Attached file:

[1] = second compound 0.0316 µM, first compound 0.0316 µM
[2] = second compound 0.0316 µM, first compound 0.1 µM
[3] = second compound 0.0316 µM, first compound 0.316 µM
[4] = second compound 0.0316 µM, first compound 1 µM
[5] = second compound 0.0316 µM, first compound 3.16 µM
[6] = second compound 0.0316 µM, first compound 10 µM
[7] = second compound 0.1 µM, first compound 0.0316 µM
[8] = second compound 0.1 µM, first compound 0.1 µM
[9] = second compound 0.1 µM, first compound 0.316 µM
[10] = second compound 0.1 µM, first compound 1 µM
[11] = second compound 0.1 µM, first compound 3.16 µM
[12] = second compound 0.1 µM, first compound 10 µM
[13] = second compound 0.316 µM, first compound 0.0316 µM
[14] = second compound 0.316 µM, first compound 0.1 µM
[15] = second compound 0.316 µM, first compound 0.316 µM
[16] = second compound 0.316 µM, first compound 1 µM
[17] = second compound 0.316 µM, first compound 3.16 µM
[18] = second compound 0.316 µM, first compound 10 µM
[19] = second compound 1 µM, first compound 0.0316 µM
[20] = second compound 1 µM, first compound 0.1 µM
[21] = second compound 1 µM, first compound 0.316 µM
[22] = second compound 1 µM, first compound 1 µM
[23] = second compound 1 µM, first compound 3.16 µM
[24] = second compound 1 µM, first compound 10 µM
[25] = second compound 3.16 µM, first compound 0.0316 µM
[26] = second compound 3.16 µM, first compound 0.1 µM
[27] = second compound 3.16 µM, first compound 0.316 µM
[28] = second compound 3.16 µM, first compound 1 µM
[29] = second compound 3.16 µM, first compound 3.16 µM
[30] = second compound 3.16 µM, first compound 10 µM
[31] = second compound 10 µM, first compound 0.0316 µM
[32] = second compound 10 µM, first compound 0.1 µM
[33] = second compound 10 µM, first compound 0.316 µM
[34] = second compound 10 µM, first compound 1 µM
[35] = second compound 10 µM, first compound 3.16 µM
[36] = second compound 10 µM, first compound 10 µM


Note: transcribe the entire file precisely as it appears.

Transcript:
[1] = second compound 0.0316 µM, first compound 0.0316 µM
[2] = second compound 0.0316 µM, first compound 0.1 µM
[3] = second compound 0.0316 µM, first compound 0.316 µM
[4] = second compound 0.0316 µM, first compound 1 µM
[5] = second compound 0.0316 µM, first compound 3.16 µM
[6] = second compound 0.0316 µM, first compound 10 µM
[7] = second compound 0.1 µM, first compound 0.0316 µM
[8] = second compound 0.1 µM, first compound 0.1 µM
[9] = second compound 0.1 µM, first compound 0.316 µM
[10] = second compound 0.1 µM, first compound 1 µM
[11] = second compound 0.1 µM, first compound 3.16 µM
[12] = second compound 0.1 µM, first compound 10 µM
[13] = second compound 0.316 µM, first compound 0.0316 µM
[14] = second compound 0.316 µM, first compound 0.1 µM
[15] = second compound 0.316 µM, first compound 0.316 µM
[16] = second compound 0.316 µM, first compound 1 µM
[17] = second compound 0.316 µM, first compound 3.16 µM
[18] = second compound 0.316 µM, first compound 10 µM
[19] = second compound 1 µM, first compound 0.0316 µM
[20] = second compound 1 µM, first compound 0.1 µM
[21] = second compound 1 µM, first compound 0.316 µM
[22] = second compound 1 µM, first compound 1 µM
[23] = second compound 1 µM, first compound 3.16 µM
[24] = second compound 1 µM, first compound 10 µM
[25] = second compound 3.16 µM, first compound 0.0316 µM
[26] = second compound 3.16 µM, first compound 0.1 µM
[27] = second compound 3.16 µM, first compound 0.316 µM
[28] = second compound 3.16 µM, first compound 1 µM
[29] = second compound 3.16 µM, first compound 3.16 µM
[30] = second compound 3.16 µM, first compound 10 µM
[31] = second compound 10 µM, first compound 0.0316 µM
[32] = second compound 10 µM, first compound 0.1 µM
[33] = second compound 10 µM, first compound 0.316 µM
[34] = second compound 10 µM, first compound 1 µM
[35] = second compound 10 µM, first compound 3.16 µM
[36] = second compound 10 µM, first compound 10 µM